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HORROR THAT LIVES
I Walked With a Zombie
THE BRIDE OF FRANKENSTEIN (Whale)
THE CABINET OF DR. CALIGARI (Wiene)
CAT PEOPLE (Tourneur)
THE EXORCIST (Friedkin)
I WALKED WITH A ZOMBIE (Tourneur)
KING KONG (Cooper, Schoedsack)
NOSFERATU, THE VAMPIRE (Murnau)
THE PHANTOM OF THE OPERA (Julian)
ROSEMARY'S BABY (Polanski)
THE SHINING (Kubrick)
THE WOLF MAN (Waggner)
Bride of Frankenstein
When I first arranged categories for this site I coupled Horror with Sci-fi, based on the premise that science-fiction films, too, were often macabre and frightening. I'd reasoned that Don Siegel's The Invasion of the Body Snatchers, for example, had more in common with Roman Polanski's Rosemary's Baby (everyday setting, regular people, even the birthing of weird life forms) than with Ridley Scott's Blade Runner which, like Body Snatchers, featured human-like creatures threatening life's very existence.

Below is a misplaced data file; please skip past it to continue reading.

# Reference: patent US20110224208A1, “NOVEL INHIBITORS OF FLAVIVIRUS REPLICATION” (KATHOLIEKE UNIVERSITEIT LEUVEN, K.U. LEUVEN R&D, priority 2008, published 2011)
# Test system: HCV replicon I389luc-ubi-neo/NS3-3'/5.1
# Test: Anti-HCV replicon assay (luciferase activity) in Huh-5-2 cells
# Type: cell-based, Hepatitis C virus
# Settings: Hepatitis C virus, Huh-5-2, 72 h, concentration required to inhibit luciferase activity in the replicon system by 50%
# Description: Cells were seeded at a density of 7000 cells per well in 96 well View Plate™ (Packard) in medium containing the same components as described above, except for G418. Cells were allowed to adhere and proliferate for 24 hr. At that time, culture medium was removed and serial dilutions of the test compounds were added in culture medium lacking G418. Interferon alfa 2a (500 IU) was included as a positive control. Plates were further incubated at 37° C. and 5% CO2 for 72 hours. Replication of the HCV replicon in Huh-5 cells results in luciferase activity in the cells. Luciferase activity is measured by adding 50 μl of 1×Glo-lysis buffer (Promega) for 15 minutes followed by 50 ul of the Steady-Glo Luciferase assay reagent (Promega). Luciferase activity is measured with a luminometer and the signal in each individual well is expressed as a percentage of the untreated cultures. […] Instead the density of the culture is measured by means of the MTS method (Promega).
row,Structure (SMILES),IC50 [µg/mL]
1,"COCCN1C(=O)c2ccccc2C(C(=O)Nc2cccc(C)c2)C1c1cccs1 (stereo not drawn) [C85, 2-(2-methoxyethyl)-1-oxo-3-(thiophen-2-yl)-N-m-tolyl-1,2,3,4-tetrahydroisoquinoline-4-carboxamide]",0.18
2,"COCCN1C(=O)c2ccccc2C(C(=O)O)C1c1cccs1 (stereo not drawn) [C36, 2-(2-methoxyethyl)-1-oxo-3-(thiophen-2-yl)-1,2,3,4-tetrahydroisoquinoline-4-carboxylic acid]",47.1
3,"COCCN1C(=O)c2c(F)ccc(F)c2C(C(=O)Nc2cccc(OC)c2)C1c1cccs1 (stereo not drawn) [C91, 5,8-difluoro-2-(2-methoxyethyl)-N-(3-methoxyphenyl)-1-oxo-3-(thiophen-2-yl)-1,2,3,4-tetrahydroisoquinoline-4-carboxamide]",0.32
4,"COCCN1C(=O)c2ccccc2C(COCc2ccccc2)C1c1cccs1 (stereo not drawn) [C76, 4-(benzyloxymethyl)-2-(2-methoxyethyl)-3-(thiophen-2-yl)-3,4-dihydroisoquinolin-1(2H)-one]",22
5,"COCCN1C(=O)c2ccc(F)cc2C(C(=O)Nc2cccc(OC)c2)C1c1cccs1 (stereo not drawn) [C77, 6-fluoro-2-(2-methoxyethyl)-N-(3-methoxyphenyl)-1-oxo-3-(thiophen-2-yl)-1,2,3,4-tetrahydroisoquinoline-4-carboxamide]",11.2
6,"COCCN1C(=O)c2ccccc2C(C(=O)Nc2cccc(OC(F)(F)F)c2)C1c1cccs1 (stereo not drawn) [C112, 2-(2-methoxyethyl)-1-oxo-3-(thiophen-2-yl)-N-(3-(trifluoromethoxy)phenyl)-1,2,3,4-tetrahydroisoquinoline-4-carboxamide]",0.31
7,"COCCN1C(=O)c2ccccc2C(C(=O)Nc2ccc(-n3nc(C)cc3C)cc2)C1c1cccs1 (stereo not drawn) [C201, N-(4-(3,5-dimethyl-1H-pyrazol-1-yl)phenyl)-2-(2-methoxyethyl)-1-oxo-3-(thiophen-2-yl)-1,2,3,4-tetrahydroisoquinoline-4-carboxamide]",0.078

The line between the two genres blurred even further when I considered the Frankenstein films, with all their futuristic laboratories and pseudo science.
But in the end I made a distinction that some may consider arbitrary: the horror film is almost invariably tied to the supernatural an/or the occult, while sci-fi films (most more fiction than science) are rooted, however tenuously, in the possible. The fear or trembling we experience when seeing a good horror film is the fear of the unknown, perhaps the dread of an otherworldly retribution. I sense that the horror film plays on our suppressed desires and the resulting guilt we feel. Maybe that's why we enjoy them so much.